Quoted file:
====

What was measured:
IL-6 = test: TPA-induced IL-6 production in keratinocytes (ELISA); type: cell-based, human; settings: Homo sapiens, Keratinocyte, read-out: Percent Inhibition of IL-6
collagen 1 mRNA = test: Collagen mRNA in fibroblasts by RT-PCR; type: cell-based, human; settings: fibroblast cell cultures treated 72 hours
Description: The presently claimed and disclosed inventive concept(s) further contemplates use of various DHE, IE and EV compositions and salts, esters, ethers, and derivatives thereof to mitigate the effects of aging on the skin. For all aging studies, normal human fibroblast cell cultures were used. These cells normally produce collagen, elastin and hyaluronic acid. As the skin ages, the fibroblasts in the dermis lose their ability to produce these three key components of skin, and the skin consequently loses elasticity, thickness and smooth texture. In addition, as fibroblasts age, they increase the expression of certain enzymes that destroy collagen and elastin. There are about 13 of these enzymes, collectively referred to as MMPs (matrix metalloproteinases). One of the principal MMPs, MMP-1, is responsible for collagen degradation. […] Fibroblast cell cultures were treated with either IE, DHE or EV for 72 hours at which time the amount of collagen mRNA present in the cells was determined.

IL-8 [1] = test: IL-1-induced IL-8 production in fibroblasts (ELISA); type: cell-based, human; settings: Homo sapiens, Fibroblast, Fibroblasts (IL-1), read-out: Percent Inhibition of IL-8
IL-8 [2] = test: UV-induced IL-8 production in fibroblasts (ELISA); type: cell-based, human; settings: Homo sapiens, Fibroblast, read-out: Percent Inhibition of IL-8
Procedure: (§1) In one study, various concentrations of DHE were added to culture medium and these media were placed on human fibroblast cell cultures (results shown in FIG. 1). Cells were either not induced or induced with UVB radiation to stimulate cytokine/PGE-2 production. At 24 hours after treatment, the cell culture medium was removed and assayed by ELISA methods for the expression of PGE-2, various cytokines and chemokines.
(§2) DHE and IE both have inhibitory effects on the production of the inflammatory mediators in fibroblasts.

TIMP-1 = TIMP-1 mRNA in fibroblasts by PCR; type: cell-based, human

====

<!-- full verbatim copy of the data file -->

What was measured:
IL-6 = test: TPA-induced IL-6 production in keratinocytes (ELISA); type: cell-based, human; settings: Homo sapiens, Keratinocyte, read-out: Percent Inhibition of IL-6
collagen 1 mRNA = test: Collagen mRNA in fibroblasts by RT-PCR; type: cell-based, human; settings: fibroblast cell cultures treated 72 hours
Description: The presently claimed and disclosed inventive concept(s) further contemplates use of various DHE, IE and EV compositions and salts, esters, ethers, and derivatives thereof to mitigate the effects of aging on the skin. For all aging studies, normal human fibroblast cell cultures were used. These cells normally produce collagen, elastin and hyaluronic acid. As the skin ages, the fibroblasts in the dermis lose their ability to produce these three key components of skin, and the skin consequently loses elasticity, thickness and smooth texture. In addition, as fibroblasts age, they increase the expression of certain enzymes that destroy collagen and elastin. There are about 13 of these enzymes, collectively referred to as MMPs (matrix metalloproteinases). One of the principal MMPs, MMP-1, is responsible for collagen degradation. […] Fibroblast cell cultures were treated with either IE, DHE or EV for 72 hours at which time the amount of collagen mRNA present in the cells was determined.

IL-8 [1] = test: IL-1-induced IL-8 production in fibroblasts (ELISA); type: cell-based, human; settings: Homo sapiens, Fibroblast, Fibroblasts (IL-1), read-out: Percent Inhibition of IL-8
IL-8 [2] = test: UV-induced IL-8 production in fibroblasts (ELISA); type: cell-based, human; settings: Homo sapiens, Fibroblast, read-out: Percent Inhibition of IL-8
Procedure: (§1) In one study, various concentrations of DHE were added to culture medium and these media were placed on human fibroblast cell cultures (results shown in FIG. 1). Cells were either not induced or induced with UVB radiation to stimulate cytokine/PGE-2 production. At 24 hours after treatment, the cell culture medium was removed and assayed by ELISA methods for the expression of PGE-2, various cytokines and chemokines.
(§2) DHE and IE both have inhibitory effects on the production of the inflammatory mediators in fibroblasts.

TIMP-1 = TIMP-1 mRNA in fibroblasts by PCR; type: cell-based, human